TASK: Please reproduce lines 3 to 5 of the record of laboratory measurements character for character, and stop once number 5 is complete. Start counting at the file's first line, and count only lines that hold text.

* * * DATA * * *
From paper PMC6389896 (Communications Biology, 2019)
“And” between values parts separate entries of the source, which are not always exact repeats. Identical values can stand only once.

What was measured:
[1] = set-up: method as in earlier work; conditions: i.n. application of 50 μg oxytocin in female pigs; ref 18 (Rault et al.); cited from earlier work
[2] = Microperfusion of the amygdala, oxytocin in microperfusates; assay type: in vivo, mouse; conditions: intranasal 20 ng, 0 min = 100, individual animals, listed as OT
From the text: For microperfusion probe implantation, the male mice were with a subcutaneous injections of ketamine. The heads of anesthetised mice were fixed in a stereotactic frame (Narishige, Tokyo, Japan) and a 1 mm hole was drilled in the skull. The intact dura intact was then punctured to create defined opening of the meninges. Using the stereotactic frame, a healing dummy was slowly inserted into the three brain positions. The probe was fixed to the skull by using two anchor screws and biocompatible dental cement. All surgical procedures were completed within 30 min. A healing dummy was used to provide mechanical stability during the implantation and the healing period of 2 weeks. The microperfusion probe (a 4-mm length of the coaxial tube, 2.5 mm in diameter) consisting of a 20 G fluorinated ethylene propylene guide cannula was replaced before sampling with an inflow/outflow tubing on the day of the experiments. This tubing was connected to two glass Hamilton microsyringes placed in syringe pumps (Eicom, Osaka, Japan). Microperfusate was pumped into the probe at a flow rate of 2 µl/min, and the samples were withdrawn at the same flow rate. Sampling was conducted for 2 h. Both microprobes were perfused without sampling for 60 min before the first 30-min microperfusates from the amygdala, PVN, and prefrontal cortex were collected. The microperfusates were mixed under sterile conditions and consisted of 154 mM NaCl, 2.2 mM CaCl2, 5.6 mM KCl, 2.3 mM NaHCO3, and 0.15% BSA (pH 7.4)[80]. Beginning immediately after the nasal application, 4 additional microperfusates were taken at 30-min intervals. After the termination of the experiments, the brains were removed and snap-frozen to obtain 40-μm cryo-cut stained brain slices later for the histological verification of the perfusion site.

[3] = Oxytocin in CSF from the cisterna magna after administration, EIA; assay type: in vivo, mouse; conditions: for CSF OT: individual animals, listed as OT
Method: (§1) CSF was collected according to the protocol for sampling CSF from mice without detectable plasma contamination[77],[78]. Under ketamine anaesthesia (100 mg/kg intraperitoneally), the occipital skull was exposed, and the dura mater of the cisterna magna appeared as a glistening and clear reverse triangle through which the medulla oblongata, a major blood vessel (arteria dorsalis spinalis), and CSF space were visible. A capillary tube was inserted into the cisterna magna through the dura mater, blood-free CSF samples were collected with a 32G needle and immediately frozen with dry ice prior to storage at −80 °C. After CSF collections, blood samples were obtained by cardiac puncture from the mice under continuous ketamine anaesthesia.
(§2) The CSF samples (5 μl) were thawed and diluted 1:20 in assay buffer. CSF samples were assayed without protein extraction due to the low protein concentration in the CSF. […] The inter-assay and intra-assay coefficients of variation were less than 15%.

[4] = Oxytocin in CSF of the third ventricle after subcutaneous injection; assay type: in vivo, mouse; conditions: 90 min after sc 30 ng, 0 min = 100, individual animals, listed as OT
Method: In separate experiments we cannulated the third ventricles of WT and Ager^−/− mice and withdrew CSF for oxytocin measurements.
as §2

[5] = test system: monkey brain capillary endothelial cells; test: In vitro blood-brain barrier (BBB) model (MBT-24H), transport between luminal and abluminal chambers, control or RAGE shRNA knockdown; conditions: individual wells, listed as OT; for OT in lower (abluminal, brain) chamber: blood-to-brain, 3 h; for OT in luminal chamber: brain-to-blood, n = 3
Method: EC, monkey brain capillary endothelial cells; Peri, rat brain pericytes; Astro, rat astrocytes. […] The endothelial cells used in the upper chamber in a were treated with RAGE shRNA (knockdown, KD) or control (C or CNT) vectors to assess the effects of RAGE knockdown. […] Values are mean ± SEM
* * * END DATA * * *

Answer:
What was measured:
[1] = set-up: method as in earlier work; conditions: i.n. application of 50 μg oxytocin in female pigs; ref 18 (Rault et al.); cited from earlier work
[2] = Microperfusion of the amygdala, oxytocin in microperfusates; assay type: in vivo, mouse; conditions: intranasal 20 ng, 0 min = 100, individual animals, listed as OT